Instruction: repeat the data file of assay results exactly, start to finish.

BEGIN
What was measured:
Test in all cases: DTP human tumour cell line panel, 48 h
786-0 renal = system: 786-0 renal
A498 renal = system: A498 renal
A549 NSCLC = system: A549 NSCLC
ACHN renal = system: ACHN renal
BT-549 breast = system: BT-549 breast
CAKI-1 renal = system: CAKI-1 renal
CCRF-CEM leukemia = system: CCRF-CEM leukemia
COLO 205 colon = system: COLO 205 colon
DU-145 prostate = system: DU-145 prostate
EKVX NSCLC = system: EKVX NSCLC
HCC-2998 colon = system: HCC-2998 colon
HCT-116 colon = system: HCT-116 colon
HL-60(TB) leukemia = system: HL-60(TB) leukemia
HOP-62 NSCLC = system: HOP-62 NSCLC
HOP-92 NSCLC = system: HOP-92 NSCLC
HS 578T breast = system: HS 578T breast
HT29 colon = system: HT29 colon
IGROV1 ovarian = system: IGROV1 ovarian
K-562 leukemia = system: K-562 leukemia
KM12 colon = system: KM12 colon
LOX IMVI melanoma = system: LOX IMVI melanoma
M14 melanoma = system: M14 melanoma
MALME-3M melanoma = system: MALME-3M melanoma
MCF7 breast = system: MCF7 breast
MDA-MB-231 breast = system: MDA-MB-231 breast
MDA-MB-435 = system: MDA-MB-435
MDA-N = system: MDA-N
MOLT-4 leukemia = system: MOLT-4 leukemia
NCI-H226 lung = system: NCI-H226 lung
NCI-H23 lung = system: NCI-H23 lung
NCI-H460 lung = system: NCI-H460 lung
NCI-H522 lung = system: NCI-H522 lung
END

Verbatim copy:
What was measured:
Test in all cases: DTP human tumour cell line panel, 48 h
786-0 renal = system: 786-0 renal
A498 renal = system: A498 renal
A549 NSCLC = system: A549 NSCLC
ACHN renal = system: ACHN renal
BT-549 breast = system: BT-549 breast
CAKI-1 renal = system: CAKI-1 renal
CCRF-CEM leukemia = system: CCRF-CEM leukemia
COLO 205 colon = system: COLO 205 colon
DU-145 prostate = system: DU-145 prostate
EKVX NSCLC = system: EKVX NSCLC
HCC-2998 colon = system: HCC-2998 colon
HCT-116 colon = system: HCT-116 colon
HL-60(TB) leukemia = system: HL-60(TB) leukemia
HOP-62 NSCLC = system: HOP-62 NSCLC
HOP-92 NSCLC = system: HOP-92 NSCLC
HS 578T breast = system: HS 578T breast
HT29 colon = system: HT29 colon
IGROV1 ovarian = system: IGROV1 ovarian
K-562 leukemia = system: K-562 leukemia
KM12 colon = system: KM12 colon
LOX IMVI melanoma = system: LOX IMVI melanoma
M14 melanoma = system: M14 melanoma
MALME-3M melanoma = system: MALME-3M melanoma
MCF7 breast = system: MCF7 breast
MDA-MB-231 breast = system: MDA-MB-231 breast
MDA-MB-435 = system: MDA-MB-435
MDA-N = system: MDA-N
MOLT-4 leukemia = system: MOLT-4 leukemia
NCI-H226 lung = system: NCI-H226 lung
NCI-H23 lung = system: NCI-H23 lung
NCI-H460 lung = system: NCI-H460 lung
NCI-H522 lung = system: NCI-H522 lung